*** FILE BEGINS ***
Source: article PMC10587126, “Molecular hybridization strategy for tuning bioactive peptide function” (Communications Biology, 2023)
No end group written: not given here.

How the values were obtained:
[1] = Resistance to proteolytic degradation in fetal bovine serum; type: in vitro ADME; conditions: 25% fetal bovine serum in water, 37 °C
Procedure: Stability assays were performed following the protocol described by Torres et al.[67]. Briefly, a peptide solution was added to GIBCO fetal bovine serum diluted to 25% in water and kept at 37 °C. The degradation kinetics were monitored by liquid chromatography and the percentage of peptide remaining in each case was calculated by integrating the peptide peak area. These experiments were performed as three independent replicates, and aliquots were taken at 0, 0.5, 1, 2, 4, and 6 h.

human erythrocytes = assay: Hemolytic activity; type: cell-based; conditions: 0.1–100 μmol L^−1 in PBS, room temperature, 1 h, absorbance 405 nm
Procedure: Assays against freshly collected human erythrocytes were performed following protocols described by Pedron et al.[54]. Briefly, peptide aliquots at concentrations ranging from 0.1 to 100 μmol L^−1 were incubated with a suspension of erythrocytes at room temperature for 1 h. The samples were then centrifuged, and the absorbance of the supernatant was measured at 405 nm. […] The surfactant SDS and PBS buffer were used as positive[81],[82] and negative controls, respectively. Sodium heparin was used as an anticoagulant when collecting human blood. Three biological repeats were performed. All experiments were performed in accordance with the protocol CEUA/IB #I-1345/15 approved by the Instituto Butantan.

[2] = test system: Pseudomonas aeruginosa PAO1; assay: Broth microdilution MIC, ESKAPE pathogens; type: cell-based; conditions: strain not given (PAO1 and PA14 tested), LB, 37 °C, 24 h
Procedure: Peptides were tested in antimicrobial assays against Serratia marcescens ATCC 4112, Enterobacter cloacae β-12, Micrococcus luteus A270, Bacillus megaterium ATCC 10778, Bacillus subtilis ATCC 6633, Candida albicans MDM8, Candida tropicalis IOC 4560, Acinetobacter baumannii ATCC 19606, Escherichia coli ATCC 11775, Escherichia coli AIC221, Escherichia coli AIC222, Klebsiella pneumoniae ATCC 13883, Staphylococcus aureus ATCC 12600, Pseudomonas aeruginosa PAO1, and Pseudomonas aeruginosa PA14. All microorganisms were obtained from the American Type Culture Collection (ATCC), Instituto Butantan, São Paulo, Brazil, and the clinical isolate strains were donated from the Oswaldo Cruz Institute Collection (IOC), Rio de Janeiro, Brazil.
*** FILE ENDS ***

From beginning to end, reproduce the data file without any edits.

Source: article PMC10587126, “Molecular hybridization strategy for tuning bioactive peptide function” (Communications Biology, 2023)
No end group written: not given here.

How the values were obtained:
[1] = Resistance to proteolytic degradation in fetal bovine serum; type: in vitro ADME; conditions: 25% fetal bovine serum in water, 37 °C
Procedure: Stability assays were performed following the protocol described by Torres et al.[67]. Briefly, a peptide solution was added to GIBCO fetal bovine serum diluted to 25% in water and kept at 37 °C. The degradation kinetics were monitored by liquid chromatography and the percentage of peptide remaining in each case was calculated by integrating the peptide peak area. These experiments were performed as three independent replicates, and aliquots were taken at 0, 0.5, 1, 2, 4, and 6 h.

human erythrocytes = assay: Hemolytic activity; type: cell-based; conditions: 0.1–100 μmol L^−1 in PBS, room temperature, 1 h, absorbance 405 nm
Procedure: Assays against freshly collected human erythrocytes were performed following protocols described by Pedron et al.[54]. Briefly, peptide aliquots at concentrations ranging from 0.1 to 100 μmol L^−1 were incubated with a suspension of erythrocytes at room temperature for 1 h. The samples were then centrifuged, and the absorbance of the supernatant was measured at 405 nm. […] The surfactant SDS and PBS buffer were used as positive[81],[82] and negative controls, respectively. Sodium heparin was used as an anticoagulant when collecting human blood. Three biological repeats were performed. All experiments were performed in accordance with the protocol CEUA/IB #I-1345/15 approved by the Instituto Butantan.

[2] = test system: Pseudomonas aeruginosa PAO1; assay: Broth microdilution MIC, ESKAPE pathogens; type: cell-based; conditions: strain not given (PAO1 and PA14 tested), LB, 37 °C, 24 h
Procedure: Peptides were tested in antimicrobial assays against Serratia marcescens ATCC 4112, Enterobacter cloacae β-12, Micrococcus luteus A270, Bacillus megaterium ATCC 10778, Bacillus subtilis ATCC 6633, Candida albicans MDM8, Candida tropicalis IOC 4560, Acinetobacter baumannii ATCC 19606, Escherichia coli ATCC 11775, Escherichia coli AIC221, Escherichia coli AIC222, Klebsiella pneumoniae ATCC 13883, Staphylococcus aureus ATCC 12600, Pseudomonas aeruginosa PAO1, and Pseudomonas aeruginosa PA14. All microorganisms were obtained from the American Type Culture Collection (ATCC), Instituto Butantan, São Paulo, Brazil, and the clinical isolate strains were donated from the Oswaldo Cruz Institute Collection (IOC), Rio de Janeiro, Brazil.